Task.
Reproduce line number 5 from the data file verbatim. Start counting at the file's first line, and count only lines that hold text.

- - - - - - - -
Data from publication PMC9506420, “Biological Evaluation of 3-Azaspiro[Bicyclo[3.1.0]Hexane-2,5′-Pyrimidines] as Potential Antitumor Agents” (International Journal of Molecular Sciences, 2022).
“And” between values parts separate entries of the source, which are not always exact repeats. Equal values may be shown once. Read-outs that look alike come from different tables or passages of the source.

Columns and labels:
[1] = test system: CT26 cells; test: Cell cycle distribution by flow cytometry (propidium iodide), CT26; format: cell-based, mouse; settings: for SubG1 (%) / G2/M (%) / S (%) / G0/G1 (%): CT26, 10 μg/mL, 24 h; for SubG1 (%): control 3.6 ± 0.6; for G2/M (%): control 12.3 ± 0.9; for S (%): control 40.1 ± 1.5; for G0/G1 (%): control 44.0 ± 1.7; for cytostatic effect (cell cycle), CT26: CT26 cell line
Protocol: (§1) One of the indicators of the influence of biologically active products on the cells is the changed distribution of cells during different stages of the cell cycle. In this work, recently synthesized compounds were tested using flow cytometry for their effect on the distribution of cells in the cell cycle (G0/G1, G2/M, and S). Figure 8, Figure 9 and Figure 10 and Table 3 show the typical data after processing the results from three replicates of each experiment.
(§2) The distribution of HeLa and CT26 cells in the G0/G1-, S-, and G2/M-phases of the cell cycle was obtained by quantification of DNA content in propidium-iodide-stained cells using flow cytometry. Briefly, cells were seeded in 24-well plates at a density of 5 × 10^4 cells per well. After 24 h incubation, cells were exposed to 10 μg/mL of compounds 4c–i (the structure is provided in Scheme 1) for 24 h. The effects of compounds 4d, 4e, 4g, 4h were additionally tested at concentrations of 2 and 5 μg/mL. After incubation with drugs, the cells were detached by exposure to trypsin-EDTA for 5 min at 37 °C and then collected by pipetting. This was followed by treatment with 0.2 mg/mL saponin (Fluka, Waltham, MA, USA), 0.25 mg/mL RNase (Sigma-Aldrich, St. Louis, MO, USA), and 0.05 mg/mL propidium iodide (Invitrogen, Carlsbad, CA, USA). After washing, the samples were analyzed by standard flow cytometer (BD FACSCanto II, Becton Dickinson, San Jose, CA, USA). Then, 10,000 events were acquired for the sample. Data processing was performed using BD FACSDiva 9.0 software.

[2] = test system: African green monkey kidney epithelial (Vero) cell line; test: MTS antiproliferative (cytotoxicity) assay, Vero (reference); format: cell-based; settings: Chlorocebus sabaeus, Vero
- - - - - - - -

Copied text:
Protocol: (§1) One of the indicators of the influence of biologically active products on the cells is the changed distribution of cells during different stages of the cell cycle. In this work, recently synthesized compounds were tested using flow cytometry for their effect on the distribution of cells in the cell cycle (G0/G1, G2/M, and S). Figure 8, Figure 9 and Figure 10 and Table 3 show the typical data after processing the results from three replicates of each experiment.